TRIBUTE TO MY DAD PT.7 : CBS JAZZ DOCUMENTARY "MUSIC OF THE SOUTH"
It is with great pride and delight that I post the first two out of six parts of an exceedingly rare and important archival item--a documentary made by father, Frank De Felitta, called "Music Of The South". (The rest of the doc will reveal itself on youtube once you watch the first part).
Photographed in 1956 in the deepest backcountry of Alabama, the film is a one hour exploration of the roots of jazz, focusing on the music of slaves and field workers. Interviewed are several descendants of slaves, who heard the nascent jazz sounds in the fields as children coming from their parents and grandparents. Even if you aren't especially interested in jazz or folk music, the opportunity to actually see and hear a descendant of a victim of "America's Original Sin" (Obama's great phrase) shouldn't be passed up.
The film was commissioned by CBS as part of an educational show called "Odyssey" which aired on Sunday afternoons throughout the 1950's and into the sixties. Integral to the making of the film was Frederic Ramsey Jr., a legend among jazz scholars who co-authored one of the first serious books about jazz, "Jazzmen" (1939) and who made scads of field recordings of blues singers and country musicians for Folkways records in the 40's and 50's. Ramsey's passion for the subject is evident in this movie--he took my father and the television crew to the very heart of the poverty-stricken backfields of the rural south where he'd made friends with men, women and families who were--quite literally--living in another time, another place.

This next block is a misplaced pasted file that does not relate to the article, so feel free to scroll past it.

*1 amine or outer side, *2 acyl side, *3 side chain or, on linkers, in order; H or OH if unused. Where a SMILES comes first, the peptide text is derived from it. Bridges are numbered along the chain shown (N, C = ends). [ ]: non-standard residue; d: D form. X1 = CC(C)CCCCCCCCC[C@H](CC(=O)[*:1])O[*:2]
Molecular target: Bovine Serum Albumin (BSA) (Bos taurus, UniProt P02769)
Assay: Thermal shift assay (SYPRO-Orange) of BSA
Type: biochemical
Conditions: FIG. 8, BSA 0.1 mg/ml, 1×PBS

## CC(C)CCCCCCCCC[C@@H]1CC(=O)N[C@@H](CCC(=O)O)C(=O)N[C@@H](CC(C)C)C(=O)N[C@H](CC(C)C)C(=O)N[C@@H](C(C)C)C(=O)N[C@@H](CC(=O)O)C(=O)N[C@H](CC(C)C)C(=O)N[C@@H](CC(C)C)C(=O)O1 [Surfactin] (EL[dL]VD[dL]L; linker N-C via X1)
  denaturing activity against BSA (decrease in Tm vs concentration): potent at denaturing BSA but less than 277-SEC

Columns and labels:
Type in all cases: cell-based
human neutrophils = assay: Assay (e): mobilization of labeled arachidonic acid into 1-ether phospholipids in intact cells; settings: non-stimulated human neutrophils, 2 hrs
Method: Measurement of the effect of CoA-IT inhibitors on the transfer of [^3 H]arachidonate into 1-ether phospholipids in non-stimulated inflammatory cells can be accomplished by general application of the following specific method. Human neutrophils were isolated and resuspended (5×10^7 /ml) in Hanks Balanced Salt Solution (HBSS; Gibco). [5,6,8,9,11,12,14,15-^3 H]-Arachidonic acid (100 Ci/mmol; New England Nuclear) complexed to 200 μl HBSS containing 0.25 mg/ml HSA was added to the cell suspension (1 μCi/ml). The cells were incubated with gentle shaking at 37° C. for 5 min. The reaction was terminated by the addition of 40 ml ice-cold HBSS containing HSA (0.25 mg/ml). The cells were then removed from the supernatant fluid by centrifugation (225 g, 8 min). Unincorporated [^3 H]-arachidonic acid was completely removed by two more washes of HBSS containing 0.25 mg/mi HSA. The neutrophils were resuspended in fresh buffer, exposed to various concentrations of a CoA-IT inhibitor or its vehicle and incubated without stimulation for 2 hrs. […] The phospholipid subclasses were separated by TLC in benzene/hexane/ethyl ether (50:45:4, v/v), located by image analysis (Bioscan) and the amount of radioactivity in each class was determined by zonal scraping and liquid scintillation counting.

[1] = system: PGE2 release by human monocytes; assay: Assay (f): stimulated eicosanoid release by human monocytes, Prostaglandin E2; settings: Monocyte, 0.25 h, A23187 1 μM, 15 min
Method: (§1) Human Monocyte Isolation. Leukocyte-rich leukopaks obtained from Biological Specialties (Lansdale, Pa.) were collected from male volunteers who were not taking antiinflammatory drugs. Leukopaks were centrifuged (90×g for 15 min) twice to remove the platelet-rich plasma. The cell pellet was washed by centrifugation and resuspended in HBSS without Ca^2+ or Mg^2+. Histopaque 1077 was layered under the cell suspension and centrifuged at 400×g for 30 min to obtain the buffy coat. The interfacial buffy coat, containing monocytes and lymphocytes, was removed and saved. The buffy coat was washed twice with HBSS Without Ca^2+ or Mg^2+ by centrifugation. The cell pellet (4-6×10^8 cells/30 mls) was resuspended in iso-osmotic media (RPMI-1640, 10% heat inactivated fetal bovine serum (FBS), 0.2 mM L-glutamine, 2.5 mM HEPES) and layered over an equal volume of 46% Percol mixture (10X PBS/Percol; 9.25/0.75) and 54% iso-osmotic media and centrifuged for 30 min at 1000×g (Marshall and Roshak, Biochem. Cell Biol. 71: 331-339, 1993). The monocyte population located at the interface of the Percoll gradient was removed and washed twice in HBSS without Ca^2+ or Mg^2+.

At the beginning of the program, there's a live studio introduction of that day's show--which for some reason carries the title "They Took A Blue Note"--along with a little Dixieland music to "set the scene". Actually the Dixieland intro (which for me is unbearable and overlong) is there to show that Dixieland wasn't the root of jazz at all (as it was supposed by many at the time to be) but rather the outgrowth of the folk music and slave songs that preceeded it by a good many decades. The band, by the way, consists of some terrific jazz musicians: Kai Winding on trombone, Max Kaminsky on trumpet, Lou Stein on piano, Cliff Leeman on drums, Jack Lessard on bass and Sol Yaged on clarinet. I wish to hell they were playing a better tune, but there you are...
Beginning next week, in the ongoing tribute to my father who passed away at the end of last month, I'll be uploading a series of documentaries that he made for NBC in the 1960's--on such diverse topics as war (the Battle of the Bulge and Pearl Harbor, both of feature priceless interview footage with famous military commanders), art (a survey of modern American art made to celebrate the opening of the Whitney Museum), and the occult (a wonderfully entertaining doumentary about haunted English manor houses featuring the great Margaret Rutherford). All of these films run an hour and were shamefully tossed into the incinerator by NBC for "storage space" reasons. Fortunately my father saved prints of his work and I'm glad to finally be able to make them available to students of film, news, documentary, music and the like.
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Posted by Raymond De Felitta at 12:12 PM